New risks in family violence reforms


Victoria has led the way nationally on family violence reform but, warns Alison MacDonald, the momentum has stalled and is putting women and children at risk.

There is no doubt that justice system responses to family violence have come a long way in recent decades, and most dramatically so during the past 10 years in Victoria. Where, in the past, the prevailing paradigm within justice systems was of family violence being a private relationship matter or ‘just a domestic’, it is now ‘an Australasian policing priority’1 and core business for our Magistrates’ Courts. This reflects a shifting community expectation that it is clearly the State’s responsibility to respond to the prevalence of violence against women and children in our communities. However, as the true rate of violence within families increasingly manifests across justice and human service systems, we have to question our capacity to effectively deal with the demand it presents.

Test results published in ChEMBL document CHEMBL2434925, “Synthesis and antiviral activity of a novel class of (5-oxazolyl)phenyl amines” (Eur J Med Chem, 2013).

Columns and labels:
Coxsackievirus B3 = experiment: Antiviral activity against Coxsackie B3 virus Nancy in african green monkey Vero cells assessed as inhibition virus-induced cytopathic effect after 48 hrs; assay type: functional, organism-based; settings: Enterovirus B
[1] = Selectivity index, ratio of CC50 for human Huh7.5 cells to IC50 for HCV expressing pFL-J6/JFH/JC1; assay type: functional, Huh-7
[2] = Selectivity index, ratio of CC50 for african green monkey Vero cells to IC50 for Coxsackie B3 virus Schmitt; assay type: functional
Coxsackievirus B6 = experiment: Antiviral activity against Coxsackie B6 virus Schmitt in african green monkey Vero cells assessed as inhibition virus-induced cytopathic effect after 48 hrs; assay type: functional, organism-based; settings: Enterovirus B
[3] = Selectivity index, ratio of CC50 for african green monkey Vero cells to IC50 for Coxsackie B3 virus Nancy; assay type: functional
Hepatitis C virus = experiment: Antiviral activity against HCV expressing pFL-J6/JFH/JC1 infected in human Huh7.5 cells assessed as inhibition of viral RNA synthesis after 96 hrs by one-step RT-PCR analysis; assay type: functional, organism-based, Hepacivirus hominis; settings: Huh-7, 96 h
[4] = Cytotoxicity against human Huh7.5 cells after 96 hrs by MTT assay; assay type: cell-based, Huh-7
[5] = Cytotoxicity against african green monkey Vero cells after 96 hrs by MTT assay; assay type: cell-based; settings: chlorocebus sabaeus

The Victorian family violence reform of the past decade was in many ways ground-breaking for the unprecedented collective efforts of non-government and government agencies to improve the system for victims of family violence. Reform was premised on integration between crisis-focused elements of the system including police, family violence services and the court system. But is the family violence reform now victim of its own success? Do we have the safety net for victims of family violence that we were aiming to achieve when we embarked on these ambitious reforms?

In 2006 the Victorian Law Reform Commission published an extensive report proposing the drafting of new legislation governing the family violence intervention order system, along with a suite of accompanying non-legislative recommendations. In subsequent years, the Victorian Government established pilots of two Family Violence Divisions in Heidelberg and Ballarat Magistrates’ Courts and specialist Family Violence Services in Melbourne, Frankston, Sunshine and Werribee courts. Key elements of these models include having Applicant and Respondent support workers available at court to provide advice, make referrals, and explain the legal process.